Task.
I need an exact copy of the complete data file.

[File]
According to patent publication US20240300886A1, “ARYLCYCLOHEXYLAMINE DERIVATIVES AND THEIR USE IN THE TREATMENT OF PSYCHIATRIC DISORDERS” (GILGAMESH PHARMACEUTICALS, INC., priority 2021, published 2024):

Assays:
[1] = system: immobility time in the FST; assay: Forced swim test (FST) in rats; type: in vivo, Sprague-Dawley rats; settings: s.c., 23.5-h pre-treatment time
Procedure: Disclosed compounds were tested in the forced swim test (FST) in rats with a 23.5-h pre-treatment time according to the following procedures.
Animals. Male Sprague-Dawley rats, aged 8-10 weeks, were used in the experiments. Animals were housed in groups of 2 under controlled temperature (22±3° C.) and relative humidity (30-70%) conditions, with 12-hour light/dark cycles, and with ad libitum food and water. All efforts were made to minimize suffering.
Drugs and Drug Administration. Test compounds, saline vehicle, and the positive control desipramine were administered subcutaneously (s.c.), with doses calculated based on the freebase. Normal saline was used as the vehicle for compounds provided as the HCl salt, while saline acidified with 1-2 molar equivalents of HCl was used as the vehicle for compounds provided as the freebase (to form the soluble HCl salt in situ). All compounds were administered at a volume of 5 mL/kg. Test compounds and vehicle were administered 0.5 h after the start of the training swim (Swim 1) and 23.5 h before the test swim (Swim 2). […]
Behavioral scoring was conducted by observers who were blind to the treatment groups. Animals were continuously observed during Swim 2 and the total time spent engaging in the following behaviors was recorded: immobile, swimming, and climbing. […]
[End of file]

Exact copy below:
According to patent publication US20240300886A1, “ARYLCYCLOHEXYLAMINE DERIVATIVES AND THEIR USE IN THE TREATMENT OF PSYCHIATRIC DISORDERS” (GILGAMESH PHARMACEUTICALS, INC., priority 2021, published 2024):

Assays:
[1] = system: immobility time in the FST; assay: Forced swim test (FST) in rats; type: in vivo, Sprague-Dawley rats; settings: s.c., 23.5-h pre-treatment time
Procedure: Disclosed compounds were tested in the forced swim test (FST) in rats with a 23.5-h pre-treatment time according to the following procedures.
Animals. Male Sprague-Dawley rats, aged 8-10 weeks, were used in the experiments. Animals were housed in groups of 2 under controlled temperature (22±3° C.) and relative humidity (30-70%) conditions, with 12-hour light/dark cycles, and with ad libitum food and water. All efforts were made to minimize suffering.
Drugs and Drug Administration. Test compounds, saline vehicle, and the positive control desipramine were administered subcutaneously (s.c.), with doses calculated based on the freebase. Normal saline was used as the vehicle for compounds provided as the HCl salt, while saline acidified with 1-2 molar equivalents of HCl was used as the vehicle for compounds provided as the freebase (to form the soluble HCl salt in situ). All compounds were administered at a volume of 5 mL/kg. Test compounds and vehicle were administered 0.5 h after the start of the training swim (Swim 1) and 23.5 h before the test swim (Swim 2). […]
Behavioral scoring was conducted by observers who were blind to the treatment groups. Animals were continuously observed during Swim 2 and the total time spent engaging in the following behaviors was recorded: immobile, swimming, and climbing. […]